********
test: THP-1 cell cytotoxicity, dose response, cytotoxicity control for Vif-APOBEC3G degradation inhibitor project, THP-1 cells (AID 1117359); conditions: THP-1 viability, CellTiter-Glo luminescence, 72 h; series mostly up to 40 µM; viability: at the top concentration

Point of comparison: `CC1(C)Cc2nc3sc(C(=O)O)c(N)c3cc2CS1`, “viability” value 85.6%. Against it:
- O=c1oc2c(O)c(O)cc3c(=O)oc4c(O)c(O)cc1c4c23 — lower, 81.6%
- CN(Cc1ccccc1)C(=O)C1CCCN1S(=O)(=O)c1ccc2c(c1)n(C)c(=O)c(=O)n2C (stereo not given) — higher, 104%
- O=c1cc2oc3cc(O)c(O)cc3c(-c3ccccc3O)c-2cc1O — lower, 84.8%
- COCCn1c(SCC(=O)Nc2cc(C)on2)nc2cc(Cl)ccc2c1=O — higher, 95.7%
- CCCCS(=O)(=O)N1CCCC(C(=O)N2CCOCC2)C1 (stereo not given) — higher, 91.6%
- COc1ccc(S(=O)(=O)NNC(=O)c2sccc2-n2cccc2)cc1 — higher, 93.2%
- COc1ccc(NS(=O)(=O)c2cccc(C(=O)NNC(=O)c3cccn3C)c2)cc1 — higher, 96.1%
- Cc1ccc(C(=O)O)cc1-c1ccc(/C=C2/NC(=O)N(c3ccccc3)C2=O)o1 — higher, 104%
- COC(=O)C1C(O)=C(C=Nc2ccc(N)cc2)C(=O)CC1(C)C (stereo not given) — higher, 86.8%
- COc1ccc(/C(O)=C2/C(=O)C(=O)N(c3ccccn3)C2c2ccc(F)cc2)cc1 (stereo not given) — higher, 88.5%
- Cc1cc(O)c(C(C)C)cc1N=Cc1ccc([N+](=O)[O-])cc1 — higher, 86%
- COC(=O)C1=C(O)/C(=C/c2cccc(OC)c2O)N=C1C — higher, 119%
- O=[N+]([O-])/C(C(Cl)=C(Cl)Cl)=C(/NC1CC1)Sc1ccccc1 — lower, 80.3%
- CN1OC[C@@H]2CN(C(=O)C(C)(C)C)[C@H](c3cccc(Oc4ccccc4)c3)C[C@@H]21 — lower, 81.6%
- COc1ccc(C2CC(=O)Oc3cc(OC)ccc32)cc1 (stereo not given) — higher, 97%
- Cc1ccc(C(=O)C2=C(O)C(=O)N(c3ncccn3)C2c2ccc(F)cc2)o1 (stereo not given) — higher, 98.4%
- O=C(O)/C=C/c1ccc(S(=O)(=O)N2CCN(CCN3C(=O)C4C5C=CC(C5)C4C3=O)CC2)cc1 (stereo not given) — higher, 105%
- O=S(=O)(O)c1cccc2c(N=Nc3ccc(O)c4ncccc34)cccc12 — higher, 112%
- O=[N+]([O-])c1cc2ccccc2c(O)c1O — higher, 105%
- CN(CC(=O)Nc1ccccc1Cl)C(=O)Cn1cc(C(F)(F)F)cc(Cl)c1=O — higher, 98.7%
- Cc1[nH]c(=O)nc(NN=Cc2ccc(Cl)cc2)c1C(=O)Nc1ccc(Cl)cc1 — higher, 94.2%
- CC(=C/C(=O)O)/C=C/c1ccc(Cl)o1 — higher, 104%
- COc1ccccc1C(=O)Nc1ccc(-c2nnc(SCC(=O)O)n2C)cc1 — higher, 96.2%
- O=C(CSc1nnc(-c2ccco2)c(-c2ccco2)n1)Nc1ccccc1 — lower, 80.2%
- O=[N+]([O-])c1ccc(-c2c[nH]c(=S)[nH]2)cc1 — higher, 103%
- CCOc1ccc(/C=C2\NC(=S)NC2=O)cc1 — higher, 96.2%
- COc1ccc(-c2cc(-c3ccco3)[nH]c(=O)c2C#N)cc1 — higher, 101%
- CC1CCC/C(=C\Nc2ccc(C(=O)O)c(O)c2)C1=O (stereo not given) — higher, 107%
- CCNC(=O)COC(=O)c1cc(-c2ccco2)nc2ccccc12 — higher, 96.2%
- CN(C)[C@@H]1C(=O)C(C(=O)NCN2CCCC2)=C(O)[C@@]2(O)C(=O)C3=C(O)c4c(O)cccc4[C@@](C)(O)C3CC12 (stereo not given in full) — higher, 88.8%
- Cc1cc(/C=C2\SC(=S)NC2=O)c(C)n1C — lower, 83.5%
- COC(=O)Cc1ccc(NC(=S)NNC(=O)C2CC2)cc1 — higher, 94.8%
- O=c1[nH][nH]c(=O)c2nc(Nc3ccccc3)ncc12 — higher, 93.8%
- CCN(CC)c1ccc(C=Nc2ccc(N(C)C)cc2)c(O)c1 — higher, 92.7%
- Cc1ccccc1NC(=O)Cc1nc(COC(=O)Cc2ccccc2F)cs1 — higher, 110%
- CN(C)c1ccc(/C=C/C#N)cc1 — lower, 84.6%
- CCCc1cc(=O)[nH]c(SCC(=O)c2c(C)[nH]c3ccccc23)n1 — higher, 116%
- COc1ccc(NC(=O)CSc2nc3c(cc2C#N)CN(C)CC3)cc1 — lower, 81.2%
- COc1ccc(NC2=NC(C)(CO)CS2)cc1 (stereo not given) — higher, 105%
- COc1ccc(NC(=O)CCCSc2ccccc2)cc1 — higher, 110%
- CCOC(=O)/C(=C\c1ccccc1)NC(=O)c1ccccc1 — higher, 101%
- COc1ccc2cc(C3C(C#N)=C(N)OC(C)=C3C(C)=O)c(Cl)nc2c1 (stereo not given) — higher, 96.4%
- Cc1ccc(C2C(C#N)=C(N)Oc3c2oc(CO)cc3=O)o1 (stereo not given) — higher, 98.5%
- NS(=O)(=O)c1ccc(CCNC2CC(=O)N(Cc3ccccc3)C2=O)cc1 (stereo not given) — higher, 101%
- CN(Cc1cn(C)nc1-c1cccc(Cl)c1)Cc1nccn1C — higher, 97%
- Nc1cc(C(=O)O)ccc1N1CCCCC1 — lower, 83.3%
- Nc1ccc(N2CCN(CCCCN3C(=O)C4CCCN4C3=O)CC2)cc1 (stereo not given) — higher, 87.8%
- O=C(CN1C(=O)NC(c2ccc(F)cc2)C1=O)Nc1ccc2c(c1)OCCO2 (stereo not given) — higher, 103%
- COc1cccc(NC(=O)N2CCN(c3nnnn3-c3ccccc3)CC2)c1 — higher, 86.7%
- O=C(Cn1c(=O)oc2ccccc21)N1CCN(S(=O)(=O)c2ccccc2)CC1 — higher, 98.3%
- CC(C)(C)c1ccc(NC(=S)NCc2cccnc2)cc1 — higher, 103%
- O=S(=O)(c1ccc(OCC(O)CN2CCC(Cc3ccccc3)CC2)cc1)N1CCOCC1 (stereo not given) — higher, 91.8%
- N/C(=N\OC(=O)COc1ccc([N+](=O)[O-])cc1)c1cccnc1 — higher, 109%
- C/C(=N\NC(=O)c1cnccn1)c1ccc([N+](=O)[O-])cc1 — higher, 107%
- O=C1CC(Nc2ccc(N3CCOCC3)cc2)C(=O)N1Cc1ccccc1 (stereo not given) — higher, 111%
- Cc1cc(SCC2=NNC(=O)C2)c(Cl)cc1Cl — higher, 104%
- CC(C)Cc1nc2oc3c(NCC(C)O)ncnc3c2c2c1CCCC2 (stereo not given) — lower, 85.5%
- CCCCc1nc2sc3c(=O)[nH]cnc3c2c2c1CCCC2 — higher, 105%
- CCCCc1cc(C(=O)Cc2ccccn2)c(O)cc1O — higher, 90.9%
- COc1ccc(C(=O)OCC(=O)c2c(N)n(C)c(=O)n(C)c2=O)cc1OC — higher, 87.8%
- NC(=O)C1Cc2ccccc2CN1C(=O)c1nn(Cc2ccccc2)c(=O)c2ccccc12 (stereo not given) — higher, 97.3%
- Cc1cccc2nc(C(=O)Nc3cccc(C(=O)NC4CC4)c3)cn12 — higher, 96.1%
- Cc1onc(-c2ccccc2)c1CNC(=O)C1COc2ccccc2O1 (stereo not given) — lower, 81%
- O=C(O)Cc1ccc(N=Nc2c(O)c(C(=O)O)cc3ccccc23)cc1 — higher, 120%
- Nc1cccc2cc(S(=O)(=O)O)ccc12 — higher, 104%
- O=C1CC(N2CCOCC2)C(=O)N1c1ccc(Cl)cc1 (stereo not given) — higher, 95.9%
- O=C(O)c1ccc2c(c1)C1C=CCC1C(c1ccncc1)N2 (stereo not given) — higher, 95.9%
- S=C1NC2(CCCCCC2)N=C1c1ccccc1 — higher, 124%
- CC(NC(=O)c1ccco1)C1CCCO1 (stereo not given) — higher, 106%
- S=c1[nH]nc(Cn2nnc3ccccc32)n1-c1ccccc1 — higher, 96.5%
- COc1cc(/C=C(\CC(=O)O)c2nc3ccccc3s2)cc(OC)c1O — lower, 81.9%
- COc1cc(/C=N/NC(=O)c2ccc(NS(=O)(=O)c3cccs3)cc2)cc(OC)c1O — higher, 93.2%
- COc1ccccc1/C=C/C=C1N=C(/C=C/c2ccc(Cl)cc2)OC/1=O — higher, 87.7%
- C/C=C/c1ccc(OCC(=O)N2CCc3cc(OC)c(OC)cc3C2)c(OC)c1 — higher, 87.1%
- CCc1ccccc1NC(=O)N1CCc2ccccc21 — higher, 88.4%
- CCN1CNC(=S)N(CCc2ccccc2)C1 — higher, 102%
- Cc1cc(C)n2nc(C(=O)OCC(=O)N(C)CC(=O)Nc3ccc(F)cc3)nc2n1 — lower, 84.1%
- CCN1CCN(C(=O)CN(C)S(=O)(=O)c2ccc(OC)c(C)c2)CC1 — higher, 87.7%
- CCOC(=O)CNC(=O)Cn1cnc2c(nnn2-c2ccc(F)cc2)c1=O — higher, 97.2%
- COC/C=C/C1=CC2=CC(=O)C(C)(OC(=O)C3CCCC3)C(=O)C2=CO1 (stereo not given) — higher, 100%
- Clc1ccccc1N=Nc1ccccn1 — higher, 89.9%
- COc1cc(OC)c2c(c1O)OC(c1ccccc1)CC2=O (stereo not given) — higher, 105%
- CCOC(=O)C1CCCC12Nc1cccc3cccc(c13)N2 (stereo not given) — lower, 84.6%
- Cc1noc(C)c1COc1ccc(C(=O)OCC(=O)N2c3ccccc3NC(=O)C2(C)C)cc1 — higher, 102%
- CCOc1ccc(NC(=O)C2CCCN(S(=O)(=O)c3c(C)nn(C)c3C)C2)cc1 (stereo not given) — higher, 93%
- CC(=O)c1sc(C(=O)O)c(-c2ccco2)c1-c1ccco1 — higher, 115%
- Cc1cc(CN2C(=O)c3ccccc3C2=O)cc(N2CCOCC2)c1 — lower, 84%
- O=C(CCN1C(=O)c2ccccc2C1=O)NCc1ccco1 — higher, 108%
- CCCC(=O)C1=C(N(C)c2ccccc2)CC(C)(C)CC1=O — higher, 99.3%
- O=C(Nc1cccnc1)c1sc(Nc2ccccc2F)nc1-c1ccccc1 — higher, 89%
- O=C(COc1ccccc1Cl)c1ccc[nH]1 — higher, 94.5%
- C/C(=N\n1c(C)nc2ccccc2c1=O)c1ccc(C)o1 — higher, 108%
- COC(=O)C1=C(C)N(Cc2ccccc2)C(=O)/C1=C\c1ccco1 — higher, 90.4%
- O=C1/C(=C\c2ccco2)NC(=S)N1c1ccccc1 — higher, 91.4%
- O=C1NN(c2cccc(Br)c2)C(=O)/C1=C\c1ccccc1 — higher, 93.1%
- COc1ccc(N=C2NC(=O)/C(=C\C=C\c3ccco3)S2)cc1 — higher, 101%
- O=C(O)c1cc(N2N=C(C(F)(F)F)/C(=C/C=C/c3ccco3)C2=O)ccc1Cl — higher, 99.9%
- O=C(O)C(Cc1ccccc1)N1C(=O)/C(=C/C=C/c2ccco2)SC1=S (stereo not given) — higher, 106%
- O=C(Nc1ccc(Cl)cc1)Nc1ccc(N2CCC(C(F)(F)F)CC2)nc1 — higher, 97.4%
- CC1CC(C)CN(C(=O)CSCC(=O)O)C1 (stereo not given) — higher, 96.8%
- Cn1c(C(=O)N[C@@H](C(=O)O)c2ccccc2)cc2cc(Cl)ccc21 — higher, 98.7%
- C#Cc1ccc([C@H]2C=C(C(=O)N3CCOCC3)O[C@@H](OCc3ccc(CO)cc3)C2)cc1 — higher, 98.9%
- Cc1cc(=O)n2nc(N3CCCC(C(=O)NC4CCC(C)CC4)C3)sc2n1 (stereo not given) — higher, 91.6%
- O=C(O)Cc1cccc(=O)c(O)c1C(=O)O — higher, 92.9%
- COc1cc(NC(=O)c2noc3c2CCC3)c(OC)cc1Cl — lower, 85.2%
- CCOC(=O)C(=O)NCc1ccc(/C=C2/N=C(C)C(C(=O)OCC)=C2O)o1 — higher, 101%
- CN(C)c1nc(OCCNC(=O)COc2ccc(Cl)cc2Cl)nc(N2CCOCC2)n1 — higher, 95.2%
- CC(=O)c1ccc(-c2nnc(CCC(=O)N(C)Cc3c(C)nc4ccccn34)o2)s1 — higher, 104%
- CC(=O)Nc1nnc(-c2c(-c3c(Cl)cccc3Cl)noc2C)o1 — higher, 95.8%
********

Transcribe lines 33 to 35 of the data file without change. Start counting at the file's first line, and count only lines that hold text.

- Cc1cc(/C=C2\SC(=S)NC2=O)c(C)n1C — lower, 83.5%
- COC(=O)Cc1ccc(NC(=S)NNC(=O)C2CC2)cc1 — higher, 94.8%
- O=c1[nH][nH]c(=O)c2nc(Nc3ccccc3)ncc12 — higher, 93.8%